Thursday, September 21
From NACA to NASA: 100 years of Aviation Research at NASA Langley Research Center
The National Advisory Committee for Aeronautics, or NACA, began with one center in 1917, the Langley Memorial Aeronautical Laboratory in Hampton, Virginia. With inspired engineers, a small fleet of aircraft and a growing collection of unique wind tunnels, the NACA developed a reputation for extraordinary research, the results of which were usually widely distributed. That research had an extraordinary impact on the nation’s – and the world’s – aeronautical development. The results manifested themselves in many ways: much greater flight safety, jumps in airliner efficiency and reliability, higher aircraft speeds, and ever better design tools, to list but a few. Between 1915 and 1958 the NACA published more than 16,000 reports for public use regarding aeronautical design, research, safety, and development. In that time it won outright or shared in five Collier Trophies, an award established in 1911 and presented “for the greatest achievement in aeronautics or astronautics in America, with respect to improving the performance, efficiency and safety of air or space vehicles, the value of which has been thoroughly demonstrated by actual use during the preceding year.”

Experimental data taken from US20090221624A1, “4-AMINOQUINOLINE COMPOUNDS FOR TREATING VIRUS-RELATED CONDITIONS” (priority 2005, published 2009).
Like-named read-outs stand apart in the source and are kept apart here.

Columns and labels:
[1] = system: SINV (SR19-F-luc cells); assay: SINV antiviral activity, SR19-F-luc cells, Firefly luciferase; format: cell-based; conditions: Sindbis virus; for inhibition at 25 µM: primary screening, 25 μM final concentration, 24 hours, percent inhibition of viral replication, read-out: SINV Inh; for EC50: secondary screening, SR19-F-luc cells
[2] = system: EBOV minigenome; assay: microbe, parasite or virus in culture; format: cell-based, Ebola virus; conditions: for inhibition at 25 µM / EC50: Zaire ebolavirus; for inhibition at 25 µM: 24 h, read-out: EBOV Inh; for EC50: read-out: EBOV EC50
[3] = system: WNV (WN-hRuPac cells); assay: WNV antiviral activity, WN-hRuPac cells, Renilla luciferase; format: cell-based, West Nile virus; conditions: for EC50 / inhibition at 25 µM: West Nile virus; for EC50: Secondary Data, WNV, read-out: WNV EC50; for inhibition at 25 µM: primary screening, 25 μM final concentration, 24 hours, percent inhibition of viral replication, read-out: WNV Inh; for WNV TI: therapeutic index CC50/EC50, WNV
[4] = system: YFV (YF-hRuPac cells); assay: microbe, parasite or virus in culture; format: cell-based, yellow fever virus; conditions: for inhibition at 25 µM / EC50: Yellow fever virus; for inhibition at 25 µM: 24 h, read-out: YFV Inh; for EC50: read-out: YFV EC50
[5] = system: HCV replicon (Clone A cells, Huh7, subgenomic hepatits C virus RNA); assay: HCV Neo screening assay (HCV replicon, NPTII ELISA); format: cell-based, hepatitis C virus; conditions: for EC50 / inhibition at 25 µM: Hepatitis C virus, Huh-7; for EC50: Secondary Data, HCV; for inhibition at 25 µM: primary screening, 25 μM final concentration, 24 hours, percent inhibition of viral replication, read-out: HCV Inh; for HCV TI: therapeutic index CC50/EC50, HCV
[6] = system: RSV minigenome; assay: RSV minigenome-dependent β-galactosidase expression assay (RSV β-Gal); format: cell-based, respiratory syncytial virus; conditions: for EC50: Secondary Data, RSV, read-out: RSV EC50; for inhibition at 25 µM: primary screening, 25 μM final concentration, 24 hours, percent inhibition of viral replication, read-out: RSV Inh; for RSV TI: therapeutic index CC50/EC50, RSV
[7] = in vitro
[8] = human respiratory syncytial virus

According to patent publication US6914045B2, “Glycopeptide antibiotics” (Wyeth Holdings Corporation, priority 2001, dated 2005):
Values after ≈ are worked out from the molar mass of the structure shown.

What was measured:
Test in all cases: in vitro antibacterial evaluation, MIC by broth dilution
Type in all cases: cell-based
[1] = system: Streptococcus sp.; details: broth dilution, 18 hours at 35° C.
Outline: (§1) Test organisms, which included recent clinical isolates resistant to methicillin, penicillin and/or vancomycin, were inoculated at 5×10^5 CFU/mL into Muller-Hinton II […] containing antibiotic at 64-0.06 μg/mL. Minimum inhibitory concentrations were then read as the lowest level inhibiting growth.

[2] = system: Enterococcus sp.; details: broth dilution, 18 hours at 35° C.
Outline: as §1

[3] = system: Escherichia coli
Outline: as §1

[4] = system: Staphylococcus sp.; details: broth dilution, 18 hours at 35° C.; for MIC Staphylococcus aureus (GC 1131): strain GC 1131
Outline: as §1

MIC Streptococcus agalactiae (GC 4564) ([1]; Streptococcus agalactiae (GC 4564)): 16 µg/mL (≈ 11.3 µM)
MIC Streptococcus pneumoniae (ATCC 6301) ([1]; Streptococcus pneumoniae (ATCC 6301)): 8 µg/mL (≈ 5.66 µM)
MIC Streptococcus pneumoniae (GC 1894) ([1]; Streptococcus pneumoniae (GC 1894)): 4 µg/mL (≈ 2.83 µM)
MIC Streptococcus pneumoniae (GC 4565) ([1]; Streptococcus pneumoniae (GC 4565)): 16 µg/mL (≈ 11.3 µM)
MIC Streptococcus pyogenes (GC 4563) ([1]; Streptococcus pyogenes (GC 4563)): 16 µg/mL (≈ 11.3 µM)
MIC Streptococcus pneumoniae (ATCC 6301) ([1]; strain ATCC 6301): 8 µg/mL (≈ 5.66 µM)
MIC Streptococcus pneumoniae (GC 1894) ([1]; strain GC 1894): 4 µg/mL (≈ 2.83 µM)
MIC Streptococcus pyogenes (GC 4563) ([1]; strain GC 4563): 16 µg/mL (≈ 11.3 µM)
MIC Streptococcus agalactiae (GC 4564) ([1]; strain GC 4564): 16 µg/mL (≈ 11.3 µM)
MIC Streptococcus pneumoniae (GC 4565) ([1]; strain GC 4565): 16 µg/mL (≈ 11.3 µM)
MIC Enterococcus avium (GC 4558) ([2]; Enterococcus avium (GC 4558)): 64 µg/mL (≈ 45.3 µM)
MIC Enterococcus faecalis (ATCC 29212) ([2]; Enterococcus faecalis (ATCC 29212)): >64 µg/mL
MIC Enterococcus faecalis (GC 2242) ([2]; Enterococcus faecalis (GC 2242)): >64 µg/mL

NASA also was responsible for evaluating new safety systems for passenger travel and military aircraft, developing the very first self-repairing flight control systems in aircraft, developing and bringing to practical use new, lightweight instrumentation systems and much more. Since NASA’s founding in 1958 it has won outright or shared in 12 Collier Trophies.
One hundred years and counting the NACA’s legacy is alive and well: NASA is with you when you fly.
Timothy Etherington graduated from North Dakota State University with a Master of Science in Electrical Engineering in 1987. Tim is a Rockwell Collins Technical Fellow currently assigned to NASA Langley Research Center in Hampton Virginia. Mr. Etherington has worked at Rockwell Collins for over twenty-five years with extensive experience in military and commercial flight deck design and applied human factors. He helped design the flight decks for the Canadair Regional Jet and other business and regional primary flight display systems. He led the perspective, synthetic and enhanced flight deck research at Rockwell Collins including the flight-testing completed with NASA Langley and Air Force Research labs. He holds an FAA Airline Transport Pilot certificate with a Citation Type Rating and holds commercial fixed wing and private pilot rotorcraft ratings. Mr. Etherington is co-chair for RTCA SC-213 working on standards for enhanced and synthetic vision systems. SC-213 won an AW&ST Laureate in 2014.